Daily antigen tests hailed as game-changer by Big Ten

When the word “game-changer” comes out of a coach’s mouth, it’s usually about a gun-slinging quarterback or a terrorizing pass-rusher.

On Wednesday, Indiana football coach Tom Allen linked that term to something no one could have imagined before the COVID-19 pandemic.

“The rapid antigen testing that we’re now requiring, it was a game-changer,” Allen said. “It’s completely changed from where we were at five weeks ago. We didn’t have that in place.”

A month ago, the Big Ten’s fall football season was no more, because chancellors and presidents didn’t believe it could be played safely. Now, a capability powered by virus proteins and antibody detectors has saved the day.

In basic terms, an antigen test is appealing because it’s employed daily. The results appear in 15 minutes. In comparison to the polymerase chain reaction (PCR) tests the Big Ten utilized for twice-a-week testing, a daily test brings college athletics closer to a “bubble” environment.

Of course, there is more to it. A lot more. And Dr. William G. Morice, a professor of laboratory medicine and pathology at the Mayo Clinic, can help explain the makings of this game-changing application in more detail.

Although, he must add some realistic expectations.

“No. 1, the Big Ten’s approach is very thoughtful and it does seem to place the safety of the student-athletes as paramount. I think it’s well laid out,” Morice said. “But the second point is that no test is perfect, right? We’ll just have to wait and see. Unfortunately, there is nothing that’s going to be foolproof in guaranteeing that it’s going to keep athletes COVID-free.

“But I think what they’ve come up with as good of a plan as can be.”

Antigen vs. PCR

To examine how the antigen test changes the equation for Big Ten teams, let’s first start with where football programs were five weeks ago.

Why weren’t they using antigen tests?

Because PCR has been considered the “gold standard” test for COVID-19, as Morice put it. Unlike an antigen test, which uses antibodies to detect virus proteins, a PCR test searches for genetic material from the virus. So it’s much more precise.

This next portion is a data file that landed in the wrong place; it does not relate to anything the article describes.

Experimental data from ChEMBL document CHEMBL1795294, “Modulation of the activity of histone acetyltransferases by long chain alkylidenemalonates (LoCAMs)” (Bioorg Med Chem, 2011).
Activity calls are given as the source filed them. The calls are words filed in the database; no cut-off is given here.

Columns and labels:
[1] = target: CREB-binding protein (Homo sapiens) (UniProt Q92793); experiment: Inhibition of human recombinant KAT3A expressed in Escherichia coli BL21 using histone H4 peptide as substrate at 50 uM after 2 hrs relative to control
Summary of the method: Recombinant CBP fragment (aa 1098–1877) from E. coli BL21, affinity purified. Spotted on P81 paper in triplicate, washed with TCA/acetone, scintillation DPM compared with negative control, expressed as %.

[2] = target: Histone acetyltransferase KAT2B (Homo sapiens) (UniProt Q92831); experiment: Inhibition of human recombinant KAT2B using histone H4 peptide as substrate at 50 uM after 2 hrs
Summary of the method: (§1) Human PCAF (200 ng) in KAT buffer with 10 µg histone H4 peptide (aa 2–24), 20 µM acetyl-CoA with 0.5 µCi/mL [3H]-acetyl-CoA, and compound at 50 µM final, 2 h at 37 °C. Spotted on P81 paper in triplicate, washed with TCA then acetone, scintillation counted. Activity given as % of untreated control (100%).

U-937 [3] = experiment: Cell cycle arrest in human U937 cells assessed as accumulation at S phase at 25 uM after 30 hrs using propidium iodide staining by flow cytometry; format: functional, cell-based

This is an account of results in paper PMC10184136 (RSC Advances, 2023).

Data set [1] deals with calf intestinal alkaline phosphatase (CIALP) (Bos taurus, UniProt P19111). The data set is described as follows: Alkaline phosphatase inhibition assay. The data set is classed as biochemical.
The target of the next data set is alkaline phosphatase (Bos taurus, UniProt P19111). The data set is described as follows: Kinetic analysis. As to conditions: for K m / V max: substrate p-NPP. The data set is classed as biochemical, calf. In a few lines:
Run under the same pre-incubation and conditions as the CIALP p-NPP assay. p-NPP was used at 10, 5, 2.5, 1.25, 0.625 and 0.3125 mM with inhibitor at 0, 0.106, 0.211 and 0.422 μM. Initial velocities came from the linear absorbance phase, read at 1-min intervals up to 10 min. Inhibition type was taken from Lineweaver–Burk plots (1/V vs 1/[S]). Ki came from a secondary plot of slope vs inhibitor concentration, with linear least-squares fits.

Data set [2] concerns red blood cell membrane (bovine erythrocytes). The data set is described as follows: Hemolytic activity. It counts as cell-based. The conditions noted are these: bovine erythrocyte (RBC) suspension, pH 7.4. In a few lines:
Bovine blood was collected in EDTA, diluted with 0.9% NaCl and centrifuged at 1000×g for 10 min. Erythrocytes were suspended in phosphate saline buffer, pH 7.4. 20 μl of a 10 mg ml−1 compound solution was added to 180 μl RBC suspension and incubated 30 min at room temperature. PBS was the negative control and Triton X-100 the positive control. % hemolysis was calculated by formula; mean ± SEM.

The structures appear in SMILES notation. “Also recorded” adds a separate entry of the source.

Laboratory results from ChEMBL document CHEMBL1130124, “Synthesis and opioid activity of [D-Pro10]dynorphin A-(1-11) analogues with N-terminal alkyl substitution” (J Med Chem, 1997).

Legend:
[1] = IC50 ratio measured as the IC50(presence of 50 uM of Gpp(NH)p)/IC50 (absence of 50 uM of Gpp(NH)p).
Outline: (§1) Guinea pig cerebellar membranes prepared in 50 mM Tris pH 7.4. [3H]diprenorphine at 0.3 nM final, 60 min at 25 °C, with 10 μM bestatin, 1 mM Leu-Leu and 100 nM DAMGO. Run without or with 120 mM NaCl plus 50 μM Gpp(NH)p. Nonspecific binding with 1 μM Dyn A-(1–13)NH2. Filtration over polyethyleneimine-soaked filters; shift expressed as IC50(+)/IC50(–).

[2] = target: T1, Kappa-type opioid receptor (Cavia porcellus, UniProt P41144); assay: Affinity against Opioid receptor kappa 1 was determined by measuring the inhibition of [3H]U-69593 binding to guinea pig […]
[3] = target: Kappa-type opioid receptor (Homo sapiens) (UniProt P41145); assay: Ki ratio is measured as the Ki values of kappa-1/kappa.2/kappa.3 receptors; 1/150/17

It costs a pretty penny — about $100 a test — to send the sample off to a lab, initiating a heating and cooling process to “amplify” it. Essentially, a chain reaction makes the sample larger and its DNA more detectable. But it takes days, not minutes or hours, to finish that process.

On the plus side, the nucleic acids being studied in a PCR test are incredibly stable. That’s not always the case with the bits being studied with an antigen test.

“That’s how they carbon date people, they get DNA out of skeletons and bits of dirt and everything else,” Morice said. “The antigen test is much more prone to the specimen decaying or falling apart. … If someone gives you a nasal swab and they leave it on top of the bench for 10 minutes and someone runs a test, it may not perform as well, because, in those 10 minutes, you might have lost some of the antigen. Because it’s broken down.”

But running a result through a lab also has obvious disadvantages, mainly slow turnaround times. Especially in areas with high testing demand. That was too often the case early in the pandemic, making it impossible to immediately isolate virus-spreaders. Even in August, the Big Ten was worried about the ability of all 14 schools to uniformly test and contact trace with PCR tests.

Antigen tests were the obvious solution. They are less expensive, point-of-care tests — often compared to pregnancy tests. But they weren’t exactly trustworthy.

A person could be tested early in an infection, and there just isn’t enough virus in a person’s nasal cavity to easily detect it, producing a “false negative” result. An antigen test could also be designed to be more “sensitive” to lower levels of the virus but produce more false positives, because it’s reacting to non-COVID proteins.

A balance between sensitivity and specificity has troubled antigen test producers. Getting that right took time.

So what’s changed?

Investment. Lots of it.

“Billions of dollars were invested in trying to create and improve the antigen test at the onset of the pandemic, because of its potential to be widely deployed, and it gives you an answer right away,” Morice said. “So you can act right away if you have COVID.”

Morice, who works with the World Economic Forum, says antigen tests will be especially valuable in less wealthy countries where healthcare infrastructure isn’t as robust. It’s a point-of-care product. It just needs to be sensitive enough to identify asymptomatic COVID-19 carriers.

In late August, Abbott Technologies unveiled a $5 antigen test, approved by the Food and Drug Administration, purported to detect COVID-19 with a sensitivity of 97.1 percent and a specificity of 98.5 percent. The test managed that in the first seven days of patients’ onset of symptoms. Other companies were beginning to advertise similarly promising results, as well.